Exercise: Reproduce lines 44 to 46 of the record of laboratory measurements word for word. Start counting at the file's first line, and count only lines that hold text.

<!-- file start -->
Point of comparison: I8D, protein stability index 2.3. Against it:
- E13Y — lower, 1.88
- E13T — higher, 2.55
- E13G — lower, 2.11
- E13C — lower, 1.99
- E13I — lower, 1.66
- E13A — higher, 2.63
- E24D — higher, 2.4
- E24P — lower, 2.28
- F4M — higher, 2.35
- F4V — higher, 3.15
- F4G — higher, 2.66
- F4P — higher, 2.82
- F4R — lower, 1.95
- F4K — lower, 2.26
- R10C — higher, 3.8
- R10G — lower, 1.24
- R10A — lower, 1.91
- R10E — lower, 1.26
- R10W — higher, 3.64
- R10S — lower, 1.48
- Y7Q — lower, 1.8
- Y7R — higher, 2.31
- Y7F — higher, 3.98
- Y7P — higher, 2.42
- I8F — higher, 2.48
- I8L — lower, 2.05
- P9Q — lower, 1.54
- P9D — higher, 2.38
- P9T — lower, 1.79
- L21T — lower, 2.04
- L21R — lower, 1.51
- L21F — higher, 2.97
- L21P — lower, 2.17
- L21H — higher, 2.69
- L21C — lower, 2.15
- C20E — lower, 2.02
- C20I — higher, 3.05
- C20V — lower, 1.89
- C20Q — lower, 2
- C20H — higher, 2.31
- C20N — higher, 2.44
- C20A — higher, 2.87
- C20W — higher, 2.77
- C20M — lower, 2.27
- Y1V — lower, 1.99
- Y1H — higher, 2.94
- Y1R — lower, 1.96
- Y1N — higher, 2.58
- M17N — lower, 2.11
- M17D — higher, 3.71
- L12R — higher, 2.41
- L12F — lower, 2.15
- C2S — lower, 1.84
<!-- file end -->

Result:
- C20W — higher, 2.77
- C20M — lower, 2.27
- Y1V — lower, 1.99